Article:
THE BLOG

Getting a First Children's Book Published

08/03/2013 10:20 GMT | Updated 08/03/2013 10:20 GMT

I am in the curious position of being about to realise a life-long dream - that of having a book published and, even more cherished, a children's book at that.

The book in question - because you must have known a shameless plug was coming - is called Dot to Dot (Thames & Hudson, £7.95) and is now "in all good bookshops" and on Amazon here. It tells the story of a little girl and her grandmother who share the same name and the same birthday. They live in London and New York respectively and the book, which can be flipped for each character's own story, details their problems in trying to get together. Whether they ultimately manage it... well, you'll have to buy the book.

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It has been a long, fascinating, at times frustrating and overall exhilarating process bringing this book to where it is now. It was over two years ago that I started to discuss the idea with my friend Neil Stevens - with whom I was working with at Sotheby's at the time, although he has since realised his own dream of becoming a freelance (and hugely successful) illustrator.

We had tremendous fun drafting and redrafting the text, sketching and re-sketching ideas for the characters - and then discussed how we might get it published and how people might respond to it.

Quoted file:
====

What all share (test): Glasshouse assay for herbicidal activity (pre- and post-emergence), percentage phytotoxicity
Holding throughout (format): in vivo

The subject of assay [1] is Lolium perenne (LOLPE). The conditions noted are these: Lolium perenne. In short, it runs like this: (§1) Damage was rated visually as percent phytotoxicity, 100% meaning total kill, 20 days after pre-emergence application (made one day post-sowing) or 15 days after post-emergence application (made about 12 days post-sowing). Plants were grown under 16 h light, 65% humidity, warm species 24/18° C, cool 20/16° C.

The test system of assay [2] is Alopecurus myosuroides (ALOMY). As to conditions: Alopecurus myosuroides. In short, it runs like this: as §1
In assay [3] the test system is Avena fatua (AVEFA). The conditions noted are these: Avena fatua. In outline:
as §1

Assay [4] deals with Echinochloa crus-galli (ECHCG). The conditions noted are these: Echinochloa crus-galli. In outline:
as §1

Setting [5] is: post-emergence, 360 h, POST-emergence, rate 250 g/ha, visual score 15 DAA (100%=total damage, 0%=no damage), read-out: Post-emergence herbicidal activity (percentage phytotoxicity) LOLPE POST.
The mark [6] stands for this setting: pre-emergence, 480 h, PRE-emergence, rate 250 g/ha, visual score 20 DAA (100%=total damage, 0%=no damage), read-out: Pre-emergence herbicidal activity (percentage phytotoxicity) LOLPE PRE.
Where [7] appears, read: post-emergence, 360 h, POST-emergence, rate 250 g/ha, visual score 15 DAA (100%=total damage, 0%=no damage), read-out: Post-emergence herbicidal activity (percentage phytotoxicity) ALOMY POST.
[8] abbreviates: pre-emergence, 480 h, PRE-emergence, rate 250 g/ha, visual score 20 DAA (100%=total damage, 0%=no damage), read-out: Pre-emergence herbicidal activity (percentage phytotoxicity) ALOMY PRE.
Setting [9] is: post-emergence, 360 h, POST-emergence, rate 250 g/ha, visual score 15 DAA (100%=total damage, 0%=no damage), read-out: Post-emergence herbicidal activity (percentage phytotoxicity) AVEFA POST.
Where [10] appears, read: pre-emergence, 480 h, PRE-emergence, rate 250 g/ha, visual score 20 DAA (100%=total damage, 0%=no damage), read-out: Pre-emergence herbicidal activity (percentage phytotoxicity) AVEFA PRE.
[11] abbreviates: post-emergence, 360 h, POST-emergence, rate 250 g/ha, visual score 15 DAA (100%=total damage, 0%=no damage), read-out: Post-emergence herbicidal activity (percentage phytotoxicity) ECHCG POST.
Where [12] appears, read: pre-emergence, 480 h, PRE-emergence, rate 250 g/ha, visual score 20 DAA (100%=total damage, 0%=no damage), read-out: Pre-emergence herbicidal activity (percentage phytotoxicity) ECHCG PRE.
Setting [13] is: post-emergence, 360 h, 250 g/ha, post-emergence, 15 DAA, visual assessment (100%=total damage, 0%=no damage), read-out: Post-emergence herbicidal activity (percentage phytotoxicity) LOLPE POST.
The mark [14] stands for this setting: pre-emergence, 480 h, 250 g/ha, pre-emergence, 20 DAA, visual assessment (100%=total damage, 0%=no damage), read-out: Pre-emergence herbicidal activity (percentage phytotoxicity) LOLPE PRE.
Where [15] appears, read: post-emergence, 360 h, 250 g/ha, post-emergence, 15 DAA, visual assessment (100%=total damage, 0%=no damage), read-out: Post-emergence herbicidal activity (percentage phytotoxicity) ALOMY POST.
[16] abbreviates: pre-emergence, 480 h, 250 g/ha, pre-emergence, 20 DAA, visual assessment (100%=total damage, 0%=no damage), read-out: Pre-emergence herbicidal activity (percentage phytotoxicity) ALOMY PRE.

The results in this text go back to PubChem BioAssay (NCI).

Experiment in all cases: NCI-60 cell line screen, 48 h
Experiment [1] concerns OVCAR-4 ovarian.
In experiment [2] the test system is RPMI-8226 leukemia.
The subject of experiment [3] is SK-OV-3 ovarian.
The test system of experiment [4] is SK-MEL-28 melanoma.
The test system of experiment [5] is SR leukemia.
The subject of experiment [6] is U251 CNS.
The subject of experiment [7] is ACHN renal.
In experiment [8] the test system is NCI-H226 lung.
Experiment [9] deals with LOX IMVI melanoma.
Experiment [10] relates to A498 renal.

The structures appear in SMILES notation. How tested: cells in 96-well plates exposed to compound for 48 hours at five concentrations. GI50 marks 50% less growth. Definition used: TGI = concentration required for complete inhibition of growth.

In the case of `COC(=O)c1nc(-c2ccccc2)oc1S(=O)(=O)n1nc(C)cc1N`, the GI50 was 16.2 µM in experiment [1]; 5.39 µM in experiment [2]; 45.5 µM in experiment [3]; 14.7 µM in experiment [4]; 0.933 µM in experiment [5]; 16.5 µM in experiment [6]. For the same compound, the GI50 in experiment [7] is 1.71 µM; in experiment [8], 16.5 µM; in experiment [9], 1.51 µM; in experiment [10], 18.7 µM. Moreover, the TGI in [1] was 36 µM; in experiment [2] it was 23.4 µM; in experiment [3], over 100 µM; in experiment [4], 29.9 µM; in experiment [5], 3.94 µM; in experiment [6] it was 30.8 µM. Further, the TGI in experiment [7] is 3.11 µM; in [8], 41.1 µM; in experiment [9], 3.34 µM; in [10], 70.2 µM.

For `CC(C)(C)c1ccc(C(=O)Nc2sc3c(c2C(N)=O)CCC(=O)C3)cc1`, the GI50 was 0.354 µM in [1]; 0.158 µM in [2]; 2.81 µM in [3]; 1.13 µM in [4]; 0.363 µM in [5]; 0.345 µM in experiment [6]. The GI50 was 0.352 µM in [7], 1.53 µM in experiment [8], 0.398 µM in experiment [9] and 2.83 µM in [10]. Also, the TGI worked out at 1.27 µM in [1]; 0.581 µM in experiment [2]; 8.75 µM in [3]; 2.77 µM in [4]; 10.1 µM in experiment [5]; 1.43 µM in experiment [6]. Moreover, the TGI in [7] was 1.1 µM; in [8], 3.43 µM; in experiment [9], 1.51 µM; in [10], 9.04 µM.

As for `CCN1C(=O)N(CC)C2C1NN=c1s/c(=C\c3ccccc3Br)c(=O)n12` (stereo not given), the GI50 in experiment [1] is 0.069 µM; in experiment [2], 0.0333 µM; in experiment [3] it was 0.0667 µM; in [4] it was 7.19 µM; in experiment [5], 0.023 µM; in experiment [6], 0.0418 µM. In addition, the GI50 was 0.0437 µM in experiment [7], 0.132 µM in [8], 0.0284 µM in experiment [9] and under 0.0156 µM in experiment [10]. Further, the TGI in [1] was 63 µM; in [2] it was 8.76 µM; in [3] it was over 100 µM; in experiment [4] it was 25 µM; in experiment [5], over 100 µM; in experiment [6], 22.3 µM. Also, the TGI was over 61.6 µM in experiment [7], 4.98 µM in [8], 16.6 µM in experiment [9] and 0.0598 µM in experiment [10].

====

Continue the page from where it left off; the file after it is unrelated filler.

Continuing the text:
Ultimately luck played its part - it happened that the publisher I was working with at the time had just taken on a children's editor. Of course, that initial conversation was a long way from actually getting into print and we had numerous revisions and each honed the structure and the writing. With more again once the book was accepted.

Now the book is out. It is still difficult to believe and still immensely exciting. The next stage is promoting the book - hence this blog - and hoping that people are willing to read my story (and this blog for that matter).

Most of all though I am grateful for the opportunity to have even got here - it is an immense privilege to be able to say, "here is my book", and I get to read it to my own kids (who, as you can imagine, have heard the story more than once or twice).